Or opposite experieces about height restrictions, tickets or being asked to show room keys for Extra Magic Hours.
    On the Resort Board, someone will post that the CM told them the limit was 4 people in one room and someone else posts a CM told them 5.
    None of that means that anyone was lying - just that they had different experiences.
  • And one to add this morning; if you have been given information or a link that seems overwhelming or that you don't understand, it's your responsibility to let people on the thread know that. It was probably very clear to the person who wrote it but, but if you don't say anything, they won't know that, and no one can help you to clarify things.
As Cheshire Figment noted on another thread, all the Moderators on all the Boards are volunteers. We put hours into moderating the boards with no pay and sometimes a lot of grief.
We generally do it because we felt like we had something to offer and enjoyed doing it.
Even though it might seem like we are always on the boards, we do have lives outside of the DIS Boards. When people are doing things that cause the boards to take more of our time, it is taken from other parts of our lives.

And, since it's 12:50am (at least on my computer) now, I'm tired and I'm not sure I'm even making sense anymore, I'll end with
this last, final advice for all posters from Thumper's mom,
"If you don't have nothing nice to say, don't say nothing at all."
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Old 06-19-2014, 08:08 PM   #20
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Many of the lines now work with ECV and like little ones in a stroller I think you probably get better protection being on the ECV not at face level so much and people tend to leave space around an ECV too so they don't get run over. Without the ECV in sight its probably a toss up on the DAS. I have a different medical condition but also one where I can be physically harmed by others touching, pushing, etc and I have no troubles getting a DAS when I need one BUT I 99% of the time go on the slowest park days because its not just the masses in line but also the masses everywhere that are an issue and I only get/use DAS for very specific conditions otherwise I can do fine with rides as long as I'm with 2 others who can run interference for me standing in front and behind me. I totally understand you wanting to go and the DR OKs it but I would take every precaution like gloves and mask. We haven't gotten sick on any of our many trips but we tend to not get sick often. We have had issues though on nearly every trip where one of us sits in something on a ride that I would consider a bio-hazard, people cough/sneeze on us, can't help but touch some grab bars, etc. Can you do public restrooms? Those auto-flushers are so strong they always send out a yucky mist.... When my brother was on chemo he was not supposed to go in any restroom with an autoflush and had a whole page of rules from the Dr about people using toilets in his house like closing the lid and flushing solid waste multiple times, etc. I would worry potentially more about things like that than the lines.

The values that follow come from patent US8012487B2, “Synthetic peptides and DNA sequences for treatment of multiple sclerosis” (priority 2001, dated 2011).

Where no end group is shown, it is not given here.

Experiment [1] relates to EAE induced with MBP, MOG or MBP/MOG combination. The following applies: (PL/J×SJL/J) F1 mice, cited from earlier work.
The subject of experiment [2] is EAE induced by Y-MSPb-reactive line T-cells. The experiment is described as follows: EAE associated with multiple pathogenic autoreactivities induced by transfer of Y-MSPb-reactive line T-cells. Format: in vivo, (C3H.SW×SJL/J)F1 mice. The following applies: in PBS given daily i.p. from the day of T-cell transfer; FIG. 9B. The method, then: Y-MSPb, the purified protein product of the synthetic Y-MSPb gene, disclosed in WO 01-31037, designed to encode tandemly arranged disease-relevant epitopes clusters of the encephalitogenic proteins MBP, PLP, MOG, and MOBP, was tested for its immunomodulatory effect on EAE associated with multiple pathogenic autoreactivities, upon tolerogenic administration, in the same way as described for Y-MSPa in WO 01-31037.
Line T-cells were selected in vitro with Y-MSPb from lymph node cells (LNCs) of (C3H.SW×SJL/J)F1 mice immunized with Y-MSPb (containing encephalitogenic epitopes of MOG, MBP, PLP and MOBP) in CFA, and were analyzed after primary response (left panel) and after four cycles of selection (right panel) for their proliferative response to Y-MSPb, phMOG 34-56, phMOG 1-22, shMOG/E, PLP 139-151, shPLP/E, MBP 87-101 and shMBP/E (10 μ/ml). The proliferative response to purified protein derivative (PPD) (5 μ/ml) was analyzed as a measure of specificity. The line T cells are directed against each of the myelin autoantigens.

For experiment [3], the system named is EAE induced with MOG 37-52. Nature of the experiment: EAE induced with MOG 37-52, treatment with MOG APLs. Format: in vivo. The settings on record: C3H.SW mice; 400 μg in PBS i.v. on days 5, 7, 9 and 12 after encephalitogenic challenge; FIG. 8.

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Old 06-19-2014, 08:56 PM   #21
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Quote:
Originally Posted by JenniBugInPink View Post
As far as the mask goes, I have to use an N95 respirator rated for healthcare use in order to be sure that it will block pathogens (otherwise, it won't do any good in preventing infection) and it has to have a complete seal to my face (argh! can you say hot and sweaty? ). When they get damp and icky, I have to change them.
I count September as summer here, so it's still often hot. You might want to bring a couple of masks for each day and swap them every so often. That's what I did at SWW a few weeks ago. It was just too hot to keep the one mask on; swapping helped immensely. The hot and sweaty mask is just blah!

Have you looked at Vogmasks? There's a girl in my neighborhood who's immunocompromised and she swears they are the best thing ever. The microfiber ones are supposed to be at the NIOSH 95 or 99 standards. I haven't tried them out myself yet but they look pretty cool.
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Old 06-19-2014, 09:09 PM   #22
SueM in MN
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Quote: